A generation of UO students got their hands dirty and learned to grow food at the Urban Farm. Along the way, they gain knowledge about food security issues and sustainability, and they get to take home a bit of the farm’s bounty after each class.
But this spring, with most students gone from campus and learning remotely because of the COVID-19 pandemic, farm managers have had to find new ways to run the farm and distribute its bounty in the community.
“I’m heart broken,” said Harper Keeler, director of the Urban Farm and senior instructor in the Department of Landscape Architecture. “It’s so beautiful here. The flowers are going off, the trees are in flower, we put honeybees in last weekend.”
Without students around, Keeler has enlisted the help of six pro-tem instructors to work the farm. The crops they harvest are going to the Student Food Pantry, on East 19th Avenue, a decision made after consulting with the campus food security task force.
“We’ve been donating food there forever,” he said. “Any bit helps, especially fresh organic food from just down the street.”
Ryan Baker-Fones, chaplain at Episcopal Campus Ministry, which runs the Student Food Pantry, said it was “awesome” to get produce from the Urban Farm.
“The students love it because it can’t be much more local and much more fresh,” he said.
The Urban Farm, established in 1976 on the north side of Franklin Boulevard, is used as an applied research facility and as an outdoor classroom to teach organic gardening.
Part of the landscape architecture program in the College of Design, the class grows close to 100 different crops and produces up to 20,000 pounds of produce each year, Keeler said. About 140 students work the farm in fall and spring terms, and 25 to 30 during summer term.
Students majoring in more than 95 disciplines have taken the Urban Farm class, he said. Most students are environmental study majors.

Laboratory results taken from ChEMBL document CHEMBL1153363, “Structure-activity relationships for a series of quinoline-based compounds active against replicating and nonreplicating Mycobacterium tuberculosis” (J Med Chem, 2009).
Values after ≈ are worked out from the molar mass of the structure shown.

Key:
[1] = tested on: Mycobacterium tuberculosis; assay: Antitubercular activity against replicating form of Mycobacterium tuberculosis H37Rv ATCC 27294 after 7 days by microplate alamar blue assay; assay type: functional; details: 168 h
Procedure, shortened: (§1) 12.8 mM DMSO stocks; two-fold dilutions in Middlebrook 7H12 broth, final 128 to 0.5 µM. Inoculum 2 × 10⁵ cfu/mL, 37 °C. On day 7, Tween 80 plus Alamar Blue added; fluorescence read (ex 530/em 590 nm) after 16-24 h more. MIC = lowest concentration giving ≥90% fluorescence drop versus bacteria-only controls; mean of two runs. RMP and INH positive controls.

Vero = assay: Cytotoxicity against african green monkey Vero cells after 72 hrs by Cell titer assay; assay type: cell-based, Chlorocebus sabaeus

Keeler and the pro-tem instructors are following safety protocols to protect against the spread of COVID-19, such as sanitizing and not sharing tools, keeping their distance from each other while working, and wiping down locks , faucets and tools after each work session.
Right now, leeks, spring onions, swiss chard, kale, lettuce, arugula, asparagus and beets are going great, and Keeler has begun planting brassicas for later in the season. Tomatoes, peppers, eggplants, cucumbers and zucchini are growing in the greenhouse.
Mason bees and honey bees are doing their thing, and the 60 to 70 fruit trees are in blossom.
Soon corn will be part of the crop. Keeler has received permission to grow sweet corn for the food pantry on part of a field next to a research greenhouse that won’t be used this summer.
Last week, Keeler delivered about 75 leeks and about eight buckets of Swiss chard, kale and mixed greens to the food pantry. He expects that number to double this week. The pantry also gets staples from Food for Lane County, but fresh, local organic vegetables are hard to beat, Keeler said.
“Nutrient-rich veggies are always in short supply,” he said. “It’s not just about calories. It’s about good food and community.”
—By Tim Christie, University Communications